It was Friday night and Chang-an East Road was pumping. Hordes of office workers and students descended on this neon-light and lantern-lit restaurant strip, with groups huddled semi-patiently outside the many ‘Stir-Fry 100’ eateries lining each side of the street. The mood was electric, as if the entire street had erupted into party mode. And indeed from the raucous laughter, clinking beer bottles and sight of hurried beer promotion girls in skimpy outfits weaving between tables, it did indeed feel as if we were in the midst of a giant celebration.
We arrived at our ‘Stir-Fry 100’ of choice on this particular night only to find that there was already a long list names of people ahead of us. We decided to hedge our bets, crossing the road to visit another ‘Stir-Fry 100’ that the taxi driver recommended. A few of us stayed there to wait, while Mr Taiwanxifu went on a reconnaissance to a third ‘Stir-Fry 100’ place. After around 20 minutes, we finally got lucky with the owner’s wife of ‘Seafood Market Taipei — Fresh 100’ giving us an impatient wave signalling we were in.
The previous occupants of the table had scarcely left as we waved to our tables. In fact, the owner’s wife was hurriedly throwing dirty dishes into a plastic tray while collecting money from the diners. But she was brisk, and in no time had cleaned down the tables, provided us with crockery and chopsticks and thrown us a clipboard with a long list of Chinese menu items (most priced NT$100 or less).
The first thing Mr Taiwanxifu did was take the clipboard to the fish tanks and ice-tray out the front and direct the owner’s wife about what to prepare (including some dishes not on the standard menu). This is not for those with sensibilities, as many of the happily swimming sea-animals would soon end up on our plate — one sure way to really make sure the produce was fresh. The second thing we did was to go to the large refrigerator and help ourselves to several bottles of beer (and guava juice for me).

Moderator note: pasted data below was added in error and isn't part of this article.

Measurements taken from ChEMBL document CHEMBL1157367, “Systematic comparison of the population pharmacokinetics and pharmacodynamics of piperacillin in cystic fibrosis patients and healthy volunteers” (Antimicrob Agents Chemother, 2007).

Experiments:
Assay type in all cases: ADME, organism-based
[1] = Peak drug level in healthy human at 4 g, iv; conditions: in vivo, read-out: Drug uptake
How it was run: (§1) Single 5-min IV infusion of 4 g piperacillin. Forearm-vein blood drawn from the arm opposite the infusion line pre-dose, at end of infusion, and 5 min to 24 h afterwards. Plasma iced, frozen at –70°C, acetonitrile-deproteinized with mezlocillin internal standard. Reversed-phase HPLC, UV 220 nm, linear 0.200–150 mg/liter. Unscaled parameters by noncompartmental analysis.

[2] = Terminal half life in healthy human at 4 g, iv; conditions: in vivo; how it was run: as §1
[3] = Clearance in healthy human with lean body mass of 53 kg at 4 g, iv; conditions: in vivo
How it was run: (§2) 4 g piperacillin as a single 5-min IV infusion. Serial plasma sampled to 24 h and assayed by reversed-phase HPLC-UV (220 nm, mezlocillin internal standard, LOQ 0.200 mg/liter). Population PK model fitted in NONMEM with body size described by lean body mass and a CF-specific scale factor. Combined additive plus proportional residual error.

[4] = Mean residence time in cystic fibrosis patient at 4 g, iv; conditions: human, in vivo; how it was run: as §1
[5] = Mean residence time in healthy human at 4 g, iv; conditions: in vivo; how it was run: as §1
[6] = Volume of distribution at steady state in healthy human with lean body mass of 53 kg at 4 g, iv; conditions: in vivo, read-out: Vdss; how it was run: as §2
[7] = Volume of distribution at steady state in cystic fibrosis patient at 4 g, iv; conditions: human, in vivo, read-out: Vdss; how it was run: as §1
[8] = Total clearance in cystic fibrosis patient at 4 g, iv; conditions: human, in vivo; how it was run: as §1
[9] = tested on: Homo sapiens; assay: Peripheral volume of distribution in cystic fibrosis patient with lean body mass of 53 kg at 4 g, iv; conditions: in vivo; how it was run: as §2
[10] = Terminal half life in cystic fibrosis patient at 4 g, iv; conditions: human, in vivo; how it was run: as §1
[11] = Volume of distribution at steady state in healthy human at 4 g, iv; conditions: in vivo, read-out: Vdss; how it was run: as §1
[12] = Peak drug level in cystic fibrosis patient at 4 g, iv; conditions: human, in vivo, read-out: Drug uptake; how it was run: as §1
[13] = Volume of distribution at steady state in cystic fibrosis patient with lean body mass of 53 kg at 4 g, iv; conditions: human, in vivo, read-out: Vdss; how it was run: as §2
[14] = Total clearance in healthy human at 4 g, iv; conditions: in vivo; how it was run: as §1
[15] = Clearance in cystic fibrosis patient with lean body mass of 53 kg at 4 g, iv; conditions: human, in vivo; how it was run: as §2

We ordered way to many dishes. One thing about Stir-Fry 100 places is that although the food is generally very cheap, many of the dishes are small. Which is perfect for trying a selection of different dishes. But even so, we still managed to over-order.
First up was fresh-cooked prawns. We knew they were fresh, because they had been fished straight from the tank. They were tiny compared with many of the king prawns you see at banquets, but they were so sweet and tasty. Although they were accompanied by soy sauce and wasabi for dipping, they were perfect plain. The restaurant provided us with a giant bucket under the table for throwing the prawn heads and shells away — this is not the type of establishment where you need to worry too much about etiquette.
Continuing on the fresh seafood theme, we ordered a plate of scallops steamed on a bed of fried egg tofu. The scallops were cooked with a tangy broth; a bit challenging to remove from the bain marie they were displayed on, but presentationally there was a definite wow factor. The tofu underneath not only cushioned the scallops, but soaked up the scallop/seafood broth.
Hoping they would pair well with beer, we ordered a plate of fried oysters (NT$130). The oysters were sweet and fresh, but I found these overly oily and not very crisp. Actually, I was quite disappointed with this dish, which is surprising given it is usually a reliable Stir-Fry 100 staple.